With all of the dietary restrictions around pregnancy it is easy to feel confused and unsure of what you can safely eat. Luckily there are many options for you to pick from that can satisfy your cravings! Read on for six ideas of how to swap in pregnancy-safe.
Instead of: Large fish high in mercury, like tuna, sea bass and swordfish
Choose: Smaller fish that are lower in mercury, like salmon, shrimp, freshwater trout, Atlantic haddock, sardines, crab, scallops and tilapia
Even though fish is healthy, large sized fish are higher in mercury and may be harmful to a developing baby’s’ brain and nervous system. Smaller fish have less mercury and are a better choice. Eat 2-3 servings of low-mercury fish per week and try to eat a variety of different types.
Instead of: Cold deli meats
Choose: Cooked deli meats
Your favorite sandwich fillings like ham, turkey, roast beef and even hot dogs are more likely to carry listeria, which is a type of bacteria that can increase the risk of pregnancy loss. Pregnant women are 10 times more likely to get sick from listeria because our immune systems are weaker. So if you can’t resist that turkey sandwich, cook your cold cuts in the microwave until steaming hot before eating. Add a little cheese, lettuce and tomato and you’re ready to have a delicious lunch.
Instead of: Unpasteurized soft cheese, like feta, queso fresco, Brie, Camembert, and Gorgonzola
Choose instead: Any pasteurized cheese
Good news: you can feel safe in choosing soft cheeses as long as it says “made with pasteurized milk” on the label. For the same reason as deli meats, raw and unpasteurized cheeses may carry listeria. However almost all cheese that is sold in major grocery stores in the United States is pasteurized. It still might be a good idea to check the label, though, and ask your waiter if the cheese is pasteurized when dining out at a restaurant.
Instead of: Alcoholic beverages
You may miss that glass of wine, but a fun part of not drinking alcohol is you can experiment with different types of faux cocktails! A quick Google search will result in thousands of recipes, such as Non-Alcoholic Sangria or Virgin Grapefruit Mojito. When at a restaurant, ask the bartender for their most creative non-alcoholic beverages and you might even start a trend at your table!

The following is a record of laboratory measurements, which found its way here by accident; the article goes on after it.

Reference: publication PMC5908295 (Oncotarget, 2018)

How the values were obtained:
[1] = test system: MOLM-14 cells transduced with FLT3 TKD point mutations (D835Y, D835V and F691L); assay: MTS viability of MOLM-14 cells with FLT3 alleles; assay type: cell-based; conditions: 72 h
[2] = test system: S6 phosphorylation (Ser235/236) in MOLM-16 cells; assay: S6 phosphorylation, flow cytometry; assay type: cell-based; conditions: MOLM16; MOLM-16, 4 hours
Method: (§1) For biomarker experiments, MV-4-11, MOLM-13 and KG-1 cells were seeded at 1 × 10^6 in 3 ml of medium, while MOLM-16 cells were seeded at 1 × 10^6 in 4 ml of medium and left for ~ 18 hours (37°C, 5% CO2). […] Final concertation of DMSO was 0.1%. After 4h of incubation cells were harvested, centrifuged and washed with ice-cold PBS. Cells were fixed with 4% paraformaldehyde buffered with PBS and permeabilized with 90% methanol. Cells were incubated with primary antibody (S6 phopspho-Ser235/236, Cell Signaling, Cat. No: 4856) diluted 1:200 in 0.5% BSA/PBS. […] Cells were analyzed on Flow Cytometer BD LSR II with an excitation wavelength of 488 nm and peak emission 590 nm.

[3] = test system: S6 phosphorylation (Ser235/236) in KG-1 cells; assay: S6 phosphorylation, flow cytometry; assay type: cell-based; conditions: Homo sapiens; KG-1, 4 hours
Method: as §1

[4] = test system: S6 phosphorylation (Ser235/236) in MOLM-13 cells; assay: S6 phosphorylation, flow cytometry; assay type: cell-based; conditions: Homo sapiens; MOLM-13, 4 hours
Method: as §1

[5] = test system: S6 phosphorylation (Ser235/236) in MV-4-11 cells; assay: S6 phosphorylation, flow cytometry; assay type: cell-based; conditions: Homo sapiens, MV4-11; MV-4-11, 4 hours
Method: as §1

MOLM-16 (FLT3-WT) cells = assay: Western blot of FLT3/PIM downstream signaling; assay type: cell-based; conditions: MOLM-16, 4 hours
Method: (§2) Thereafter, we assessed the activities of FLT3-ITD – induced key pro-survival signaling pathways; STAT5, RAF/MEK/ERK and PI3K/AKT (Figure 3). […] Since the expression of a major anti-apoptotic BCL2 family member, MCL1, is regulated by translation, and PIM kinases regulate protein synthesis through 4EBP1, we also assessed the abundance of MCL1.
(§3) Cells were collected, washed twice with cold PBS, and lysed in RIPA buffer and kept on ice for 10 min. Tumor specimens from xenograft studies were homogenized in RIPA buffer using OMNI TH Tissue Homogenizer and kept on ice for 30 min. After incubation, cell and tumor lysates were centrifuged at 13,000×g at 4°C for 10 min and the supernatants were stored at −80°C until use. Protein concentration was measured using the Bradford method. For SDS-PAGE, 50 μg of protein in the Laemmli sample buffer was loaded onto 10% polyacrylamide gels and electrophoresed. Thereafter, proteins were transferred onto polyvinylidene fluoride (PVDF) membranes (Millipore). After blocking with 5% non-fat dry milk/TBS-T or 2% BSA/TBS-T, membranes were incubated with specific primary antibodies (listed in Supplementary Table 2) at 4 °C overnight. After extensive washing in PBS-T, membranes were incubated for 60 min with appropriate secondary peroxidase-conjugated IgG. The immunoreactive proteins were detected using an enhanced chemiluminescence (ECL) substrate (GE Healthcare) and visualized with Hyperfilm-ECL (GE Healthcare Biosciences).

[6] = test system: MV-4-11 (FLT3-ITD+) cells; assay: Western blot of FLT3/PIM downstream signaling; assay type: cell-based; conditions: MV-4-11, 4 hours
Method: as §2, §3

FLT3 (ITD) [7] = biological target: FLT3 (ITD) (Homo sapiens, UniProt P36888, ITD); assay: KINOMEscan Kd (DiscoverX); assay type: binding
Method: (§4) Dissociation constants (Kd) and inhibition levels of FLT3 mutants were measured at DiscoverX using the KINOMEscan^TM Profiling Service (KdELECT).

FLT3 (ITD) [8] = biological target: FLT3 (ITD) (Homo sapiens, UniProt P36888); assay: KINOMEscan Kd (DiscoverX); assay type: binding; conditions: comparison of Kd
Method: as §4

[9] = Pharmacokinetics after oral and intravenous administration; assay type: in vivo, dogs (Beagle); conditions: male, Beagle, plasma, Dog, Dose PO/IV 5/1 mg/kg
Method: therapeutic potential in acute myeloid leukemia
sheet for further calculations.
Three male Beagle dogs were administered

Instead of: Caffeinated beverages
Choose: Less caffeine
Too much caffeine during pregnancy is associated with risk of low-birth weight and can increase risk of pregnancy loss. Thankfully, we now know that drinking less than 200 mg per day can be safe, so you can feel comfortable enjoying a small coffee or “half-caff” the next time you visit your local java shop. However, take note that not all caffeinated beverages are created equal. For instance, at Starbucks a Tall Dark Roast coffee has 193 mg caffeine, while a Tall Blonde Roast coffee will have 270 mg caffeine. Other favorites like tea, soda and energy drinks also have caffeine, so check the label. You can go to Caffeine Informer for the estimated caffeine content of different drinks.
Instead of: Homemade foods made with raw eggs
Choose: Store-bought sauces, dressings and desserts
Yummy foods like raw cookie dough, hollandaise sauce, fresh Caesar dressing or desserts like custards and meringue pie are usually made with raw eggs. So this may be the one time where processed foods are safer for you than fresh. If you’re really missing out on your favorite foods made with raw egg, you can cheat and choose commercially prepared options, such as powdered hollandaise, bottled Caesar dressing and pre-packaged custards. These have a much lower risk of carrying Salmonella!
As you can see there are many ways to enjoy the foods you want without risk to your baby, so relax and enjoy your meals without fear!
About the author:
Jennifer is a dietitian passionate about connecting good nutrition with tasty food. She runs a private practice, Nourish for Life, where she works with new moms and parents of young children to help them eat well and have a healthy relationship with food. She is a mom of one tiny human and two fur-babies, and loves creating yummy new recipes in her free time.
- “Food Safety for Moms-To-Be: While You’re Pregnant – Listeria.” FDA. US Food and Drug Administration, Mar 2016. Web.
- Kaiser LL, Campbell CG. “Practice Paper of the Academy of Nutrition and Dietetics Abstract: Nutrition and Lifestyle for a Healthy Pregnancy Outcome.” J. Acad. Nutr. Diet. 7:1099-1103. Web. 2014.
- “Starbucks Nutrition Data.” Starbucks. Starbucks Corporation, 2017. Web.